Educators and families have lots of questions about RAN or Rapid Automatized Naming. This is also referred to as Naming Speed. I am so happy to have Dr. Melissa Orkin sharing her knowledge with all of us about RAN or Naming Speed. Dr. Orkin has worked with Dr. Maryanne Wolf at Tufts’ University Center for Reading and Language Research. She is the director of Crafting Minds where she offers a variety of online professional development opportunities in areas of reading research and learning challenges.
On a personal note, Dr. Orkin was one of my trainers in the RAVE-O program. I have learned a great deal from her. It is an honor to have her write for The Literacy Nest. She will be one of the many talented presenters at Building Readers For Life Online Conference 2021. More on that later!
Curious about Naming Speed?
Increasing reading fluency is a common area of interest and challenge. As the former director for the Tufts’ Center for Reading and Language Research, I fielded many questions about fluency support, especially for students with weaknesses in Rapid Automatized Naming or RAN scores.
What is RAN?
RAN is a measure of students’ ability to retrieval a verbal label (or name) for a given symbol (object, letter, number or color). Rate of retrieval is highly predictive of later reading automaticity (Norton & Wolf, 2012) because the processing required for in a RAN task involves the same neurological mechanisms that are active in the brain’s “reading circuit.” Reports of students’ scores on RAN measures are becoming more common as dyslexia screening and eligibility testing expands nationally.
As educators work to differentiate instruction among their struggling readers, indicators like Below Average scores in Rapid Automatized Naming (also referred to as Naming Speed) provide insights into the root cause of students’ challenges.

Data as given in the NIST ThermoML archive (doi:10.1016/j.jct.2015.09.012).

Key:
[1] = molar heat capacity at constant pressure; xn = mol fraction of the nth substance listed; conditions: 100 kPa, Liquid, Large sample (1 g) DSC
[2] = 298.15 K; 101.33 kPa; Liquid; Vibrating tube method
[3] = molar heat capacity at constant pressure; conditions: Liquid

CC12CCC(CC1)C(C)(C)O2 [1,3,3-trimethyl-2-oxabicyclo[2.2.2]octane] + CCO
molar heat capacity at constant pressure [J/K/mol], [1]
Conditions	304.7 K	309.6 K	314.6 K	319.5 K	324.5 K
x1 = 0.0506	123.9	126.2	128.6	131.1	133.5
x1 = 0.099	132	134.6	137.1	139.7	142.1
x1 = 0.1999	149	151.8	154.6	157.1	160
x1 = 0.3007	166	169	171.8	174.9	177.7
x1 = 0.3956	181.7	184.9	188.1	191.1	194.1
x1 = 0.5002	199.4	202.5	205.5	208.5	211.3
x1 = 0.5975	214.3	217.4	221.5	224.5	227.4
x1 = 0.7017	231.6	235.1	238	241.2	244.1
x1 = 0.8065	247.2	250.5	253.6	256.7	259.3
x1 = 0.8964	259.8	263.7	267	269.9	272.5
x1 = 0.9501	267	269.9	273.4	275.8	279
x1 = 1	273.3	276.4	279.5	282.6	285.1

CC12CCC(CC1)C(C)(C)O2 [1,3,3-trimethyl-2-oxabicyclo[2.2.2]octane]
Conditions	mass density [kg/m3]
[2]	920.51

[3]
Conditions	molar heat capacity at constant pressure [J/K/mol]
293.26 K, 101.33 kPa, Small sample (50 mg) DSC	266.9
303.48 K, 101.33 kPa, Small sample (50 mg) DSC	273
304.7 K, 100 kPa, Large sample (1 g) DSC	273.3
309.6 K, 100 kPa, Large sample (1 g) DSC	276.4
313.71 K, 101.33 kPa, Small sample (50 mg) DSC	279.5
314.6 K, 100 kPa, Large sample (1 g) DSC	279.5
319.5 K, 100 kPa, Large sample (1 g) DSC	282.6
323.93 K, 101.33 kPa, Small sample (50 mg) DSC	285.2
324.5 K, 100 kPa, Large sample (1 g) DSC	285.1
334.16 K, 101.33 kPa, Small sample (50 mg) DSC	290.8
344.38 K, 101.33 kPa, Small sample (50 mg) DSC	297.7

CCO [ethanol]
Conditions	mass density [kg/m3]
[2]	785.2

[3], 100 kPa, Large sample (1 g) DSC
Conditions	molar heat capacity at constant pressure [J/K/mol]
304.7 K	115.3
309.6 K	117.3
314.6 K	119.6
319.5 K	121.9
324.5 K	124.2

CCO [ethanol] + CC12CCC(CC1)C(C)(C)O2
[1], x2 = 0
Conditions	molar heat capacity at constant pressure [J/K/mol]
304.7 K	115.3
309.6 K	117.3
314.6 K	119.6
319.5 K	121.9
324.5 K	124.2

As noted earlier, there is significant evidence to suggest that in order for students with low RAN scores to achieve fluency, they must become automatic not only in their retrieval of sounds in a word (phonology) and common letter patterns (orthography) which is the emphasis of phonics instruction, BUT ALSO word meaning (semantic), part of speech (syntax) and how the word might change with a prefix or suffix (morphology).
Here’s a quick video that explains Rapid Naming, how to measure it and how to support students with weaknesses in this area.
Our upcoming November training is a virtual version of the RAVE-O program, a curriculum that was developed to support students with Naming Speed weaknesses and Double Deficit dyslexia.
About Dr. Melissa Orkin, Ph.D.
Melissa Orkin, Ph.D. is a developmental psychologist who specializes in specific learning disabilities, literacy development and achievement motivation. Dr. Orkin trained in the assessment and remediation of reading and learning disabilities with Dr. Maryanne Wolf, at the Tufts’ University Center for Reading and Language Research where she received her doctorate and served as a Program Director. She has worked as a reading teacher in the classroom, and in clinical settings. Dr. Orkin instructs on learning disabilities at Tufts University, and has also lectured on reading disabilities at the Harvard Graduate School of Education. She contributes to publications on a variety of educational topics including literacy development and executive function skills, and regularly provides professional development workshops and consults with public and private schools on best literacy practices